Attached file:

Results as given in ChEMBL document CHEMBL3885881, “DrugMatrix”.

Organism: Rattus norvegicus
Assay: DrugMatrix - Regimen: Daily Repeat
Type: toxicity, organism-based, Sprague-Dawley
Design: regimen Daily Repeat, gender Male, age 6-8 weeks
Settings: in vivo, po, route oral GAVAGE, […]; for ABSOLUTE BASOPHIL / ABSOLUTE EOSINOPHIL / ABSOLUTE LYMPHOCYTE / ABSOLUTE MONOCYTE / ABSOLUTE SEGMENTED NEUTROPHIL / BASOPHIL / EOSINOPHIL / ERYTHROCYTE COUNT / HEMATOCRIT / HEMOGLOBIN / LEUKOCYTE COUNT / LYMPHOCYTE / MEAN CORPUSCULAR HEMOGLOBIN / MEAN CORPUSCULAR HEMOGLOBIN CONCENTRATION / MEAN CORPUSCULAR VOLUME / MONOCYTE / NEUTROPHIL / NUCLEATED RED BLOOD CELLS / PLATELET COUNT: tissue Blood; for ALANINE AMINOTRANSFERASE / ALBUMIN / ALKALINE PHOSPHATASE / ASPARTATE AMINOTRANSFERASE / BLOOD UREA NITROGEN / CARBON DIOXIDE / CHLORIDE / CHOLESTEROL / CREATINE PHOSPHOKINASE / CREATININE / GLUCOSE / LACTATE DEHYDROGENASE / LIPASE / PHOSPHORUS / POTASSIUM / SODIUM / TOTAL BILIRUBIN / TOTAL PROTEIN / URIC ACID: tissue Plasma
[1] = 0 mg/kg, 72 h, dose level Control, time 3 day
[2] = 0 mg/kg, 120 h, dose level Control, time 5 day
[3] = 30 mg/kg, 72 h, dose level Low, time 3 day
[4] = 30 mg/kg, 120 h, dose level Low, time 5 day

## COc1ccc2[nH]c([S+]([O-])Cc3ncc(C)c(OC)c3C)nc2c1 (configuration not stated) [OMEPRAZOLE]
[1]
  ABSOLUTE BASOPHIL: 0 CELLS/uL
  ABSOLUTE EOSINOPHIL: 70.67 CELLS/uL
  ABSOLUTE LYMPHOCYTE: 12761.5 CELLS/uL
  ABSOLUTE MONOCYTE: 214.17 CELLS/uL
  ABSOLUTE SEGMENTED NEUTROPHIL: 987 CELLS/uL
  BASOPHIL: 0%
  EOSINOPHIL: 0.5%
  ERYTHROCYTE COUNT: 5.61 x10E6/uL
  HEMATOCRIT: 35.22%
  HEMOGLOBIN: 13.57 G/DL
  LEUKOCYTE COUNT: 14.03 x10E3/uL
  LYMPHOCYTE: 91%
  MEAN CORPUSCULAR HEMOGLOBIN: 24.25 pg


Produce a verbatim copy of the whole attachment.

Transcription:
Results as given in ChEMBL document CHEMBL3885881, “DrugMatrix”.

Organism: Rattus norvegicus
Assay: DrugMatrix - Regimen: Daily Repeat
Type: toxicity, organism-based, Sprague-Dawley
Design: regimen Daily Repeat, gender Male, age 6-8 weeks
Settings: in vivo, po, route oral GAVAGE, […]; for ABSOLUTE BASOPHIL / ABSOLUTE EOSINOPHIL / ABSOLUTE LYMPHOCYTE / ABSOLUTE MONOCYTE / ABSOLUTE SEGMENTED NEUTROPHIL / BASOPHIL / EOSINOPHIL / ERYTHROCYTE COUNT / HEMATOCRIT / HEMOGLOBIN / LEUKOCYTE COUNT / LYMPHOCYTE / MEAN CORPUSCULAR HEMOGLOBIN / MEAN CORPUSCULAR HEMOGLOBIN CONCENTRATION / MEAN CORPUSCULAR VOLUME / MONOCYTE / NEUTROPHIL / NUCLEATED RED BLOOD CELLS / PLATELET COUNT: tissue Blood; for ALANINE AMINOTRANSFERASE / ALBUMIN / ALKALINE PHOSPHATASE / ASPARTATE AMINOTRANSFERASE / BLOOD UREA NITROGEN / CARBON DIOXIDE / CHLORIDE / CHOLESTEROL / CREATINE PHOSPHOKINASE / CREATININE / GLUCOSE / LACTATE DEHYDROGENASE / LIPASE / PHOSPHORUS / POTASSIUM / SODIUM / TOTAL BILIRUBIN / TOTAL PROTEIN / URIC ACID: tissue Plasma
[1] = 0 mg/kg, 72 h, dose level Control, time 3 day
[2] = 0 mg/kg, 120 h, dose level Control, time 5 day
[3] = 30 mg/kg, 72 h, dose level Low, time 3 day
[4] = 30 mg/kg, 120 h, dose level Low, time 5 day

## COc1ccc2[nH]c([S+]([O-])Cc3ncc(C)c(OC)c3C)nc2c1 (configuration not stated) [OMEPRAZOLE]
[1]
  ABSOLUTE BASOPHIL: 0 CELLS/uL
  ABSOLUTE EOSINOPHIL: 70.67 CELLS/uL
  ABSOLUTE LYMPHOCYTE: 12761.5 CELLS/uL
  ABSOLUTE MONOCYTE: 214.17 CELLS/uL
  ABSOLUTE SEGMENTED NEUTROPHIL: 987 CELLS/uL
  BASOPHIL: 0%
  EOSINOPHIL: 0.5%
  ERYTHROCYTE COUNT: 5.61 x10E6/uL
  HEMATOCRIT: 35.22%
  HEMOGLOBIN: 13.57 G/DL
  LEUKOCYTE COUNT: 14.03 x10E3/uL
  LYMPHOCYTE: 91%
  MEAN CORPUSCULAR HEMOGLOBIN: 24.25 pg